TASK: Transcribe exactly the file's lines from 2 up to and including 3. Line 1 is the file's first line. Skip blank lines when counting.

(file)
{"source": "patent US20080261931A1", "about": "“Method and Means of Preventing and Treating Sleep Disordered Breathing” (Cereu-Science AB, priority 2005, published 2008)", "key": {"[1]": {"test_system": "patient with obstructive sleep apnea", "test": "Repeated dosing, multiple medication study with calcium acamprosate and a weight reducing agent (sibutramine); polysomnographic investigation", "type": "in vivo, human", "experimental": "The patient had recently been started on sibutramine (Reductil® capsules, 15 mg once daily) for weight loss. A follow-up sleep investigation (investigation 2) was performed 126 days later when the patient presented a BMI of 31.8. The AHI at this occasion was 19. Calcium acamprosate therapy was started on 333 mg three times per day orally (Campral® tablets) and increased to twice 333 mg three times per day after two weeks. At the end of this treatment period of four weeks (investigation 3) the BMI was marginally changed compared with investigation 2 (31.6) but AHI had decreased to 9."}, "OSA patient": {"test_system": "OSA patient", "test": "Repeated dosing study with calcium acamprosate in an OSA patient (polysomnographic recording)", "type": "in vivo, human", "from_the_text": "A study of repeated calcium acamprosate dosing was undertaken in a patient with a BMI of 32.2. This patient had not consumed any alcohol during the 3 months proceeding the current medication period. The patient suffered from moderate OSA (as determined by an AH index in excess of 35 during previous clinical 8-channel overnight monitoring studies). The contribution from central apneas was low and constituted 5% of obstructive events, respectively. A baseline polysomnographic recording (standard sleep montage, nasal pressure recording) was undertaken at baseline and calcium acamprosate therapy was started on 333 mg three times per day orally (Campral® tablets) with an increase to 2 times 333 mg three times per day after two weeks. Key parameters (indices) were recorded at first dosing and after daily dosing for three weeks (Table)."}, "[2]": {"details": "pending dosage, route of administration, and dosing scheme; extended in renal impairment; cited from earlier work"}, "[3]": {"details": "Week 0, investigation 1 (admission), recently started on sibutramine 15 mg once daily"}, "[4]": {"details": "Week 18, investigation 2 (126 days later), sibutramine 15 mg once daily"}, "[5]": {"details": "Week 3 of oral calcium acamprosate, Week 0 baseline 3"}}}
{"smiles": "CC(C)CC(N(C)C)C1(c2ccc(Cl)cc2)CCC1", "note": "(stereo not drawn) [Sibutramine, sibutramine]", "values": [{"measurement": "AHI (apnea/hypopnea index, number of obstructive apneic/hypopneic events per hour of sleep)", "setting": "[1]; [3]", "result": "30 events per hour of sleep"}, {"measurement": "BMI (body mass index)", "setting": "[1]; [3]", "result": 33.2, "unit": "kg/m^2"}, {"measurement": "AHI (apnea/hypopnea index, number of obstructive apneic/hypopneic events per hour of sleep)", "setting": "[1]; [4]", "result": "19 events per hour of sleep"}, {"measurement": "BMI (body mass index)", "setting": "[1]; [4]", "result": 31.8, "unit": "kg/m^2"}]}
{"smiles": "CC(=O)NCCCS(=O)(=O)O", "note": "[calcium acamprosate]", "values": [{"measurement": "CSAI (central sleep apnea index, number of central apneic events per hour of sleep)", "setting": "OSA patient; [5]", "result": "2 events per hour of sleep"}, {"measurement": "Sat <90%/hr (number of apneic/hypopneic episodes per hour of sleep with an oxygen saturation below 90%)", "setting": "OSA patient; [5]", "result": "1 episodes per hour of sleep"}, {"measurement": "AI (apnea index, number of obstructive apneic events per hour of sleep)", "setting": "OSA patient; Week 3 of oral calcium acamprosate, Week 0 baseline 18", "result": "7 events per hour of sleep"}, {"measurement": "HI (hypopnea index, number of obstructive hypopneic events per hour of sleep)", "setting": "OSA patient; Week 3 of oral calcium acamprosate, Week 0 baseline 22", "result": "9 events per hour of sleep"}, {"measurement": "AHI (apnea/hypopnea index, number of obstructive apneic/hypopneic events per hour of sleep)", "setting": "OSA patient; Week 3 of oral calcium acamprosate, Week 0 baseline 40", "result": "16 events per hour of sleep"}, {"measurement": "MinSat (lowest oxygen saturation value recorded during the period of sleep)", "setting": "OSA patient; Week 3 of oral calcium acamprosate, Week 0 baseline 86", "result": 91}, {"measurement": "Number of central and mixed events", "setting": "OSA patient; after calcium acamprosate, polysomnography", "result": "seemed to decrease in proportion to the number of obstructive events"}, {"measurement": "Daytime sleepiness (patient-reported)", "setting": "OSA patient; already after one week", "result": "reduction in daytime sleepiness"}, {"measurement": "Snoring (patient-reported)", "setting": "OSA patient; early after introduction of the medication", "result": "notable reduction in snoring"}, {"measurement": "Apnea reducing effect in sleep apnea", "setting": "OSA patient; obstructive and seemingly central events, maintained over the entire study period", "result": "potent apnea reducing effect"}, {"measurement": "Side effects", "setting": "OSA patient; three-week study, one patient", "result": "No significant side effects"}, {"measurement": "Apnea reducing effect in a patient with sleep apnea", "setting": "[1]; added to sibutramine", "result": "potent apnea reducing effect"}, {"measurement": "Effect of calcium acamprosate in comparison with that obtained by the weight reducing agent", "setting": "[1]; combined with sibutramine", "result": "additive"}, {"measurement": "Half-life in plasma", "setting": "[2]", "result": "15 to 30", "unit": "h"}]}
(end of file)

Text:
{"smiles": "CC(C)CC(N(C)C)C1(c2ccc(Cl)cc2)CCC1", "note": "(stereo not drawn) [Sibutramine, sibutramine]", "values": [{"measurement": "AHI (apnea/hypopnea index, number of obstructive apneic/hypopneic events per hour of sleep)", "setting": "[1]; [3]", "result": "30 events per hour of sleep"}, {"measurement": "BMI (body mass index)", "setting": "[1]; [3]", "result": 33.2, "unit": "kg/m^2"}, {"measurement": "AHI (apnea/hypopnea index, number of obstructive apneic/hypopneic events per hour of sleep)", "setting": "[1]; [4]", "result": "19 events per hour of sleep"}, {"measurement": "BMI (body mass index)", "setting": "[1]; [4]", "result": 31.8, "unit": "kg/m^2"}]}
{"smiles": "CC(=O)NCCCS(=O)(=O)O", "note": "[calcium acamprosate]", "values": [{"measurement": "CSAI (central sleep apnea index, number of central apneic events per hour of sleep)", "setting": "OSA patient; [5]", "result": "2 events per hour of sleep"}, {"measurement": "Sat <90%/hr (number of apneic/hypopneic episodes per hour of sleep with an oxygen saturation below 90%)", "setting": "OSA patient; [5]", "result": "1 episodes per hour of sleep"}, {"measurement": "AI (apnea index, number of obstructive apneic events per hour of sleep)", "setting": "OSA patient; Week 3 of oral calcium acamprosate, Week 0 baseline 18", "result": "7 events per hour of sleep"}, {"measurement": "HI (hypopnea index, number of obstructive hypopneic events per hour of sleep)", "setting": "OSA patient; Week 3 of oral calcium acamprosate, Week 0 baseline 22", "result": "9 events per hour of sleep"}, {"measurement": "AHI (apnea/hypopnea index, number of obstructive apneic/hypopneic events per hour of sleep)", "setting": "OSA patient; Week 3 of oral calcium acamprosate, Week 0 baseline 40", "result": "16 events per hour of sleep"}, {"measurement": "MinSat (lowest oxygen saturation value recorded during the period of sleep)", "setting": "OSA patient; Week 3 of oral calcium acamprosate, Week 0 baseline 86", "result": 91}, {"measurement": "Number of central and mixed events", "setting": "OSA patient; after calcium acamprosate, polysomnography", "result": "seemed to decrease in proportion to the number of obstructive events"}, {"measurement": "Daytime sleepiness (patient-reported)", "setting": "OSA patient; already after one week", "result": "reduction in daytime sleepiness"}, {"measurement": "Snoring (patient-reported)", "setting": "OSA patient; early after introduction of the medication", "result": "notable reduction in snoring"}, {"measurement": "Apnea reducing effect in sleep apnea", "setting": "OSA patient; obstructive and seemingly central events, maintained over the entire study period", "result": "potent apnea reducing effect"}, {"measurement": "Side effects", "setting": "OSA patient; three-week study, one patient", "result": "No significant side effects"}, {"measurement": "Apnea reducing effect in a patient with sleep apnea", "setting": "[1]; added to sibutramine", "result": "potent apnea reducing effect"}, {"measurement": "Effect of calcium acamprosate in comparison with that obtained by the weight reducing agent", "setting": "[1]; combined with sibutramine", "result": "additive"}, {"measurement": "Half-life in plasma", "setting": "[2]", "result": "15 to 30", "unit": "h"}]}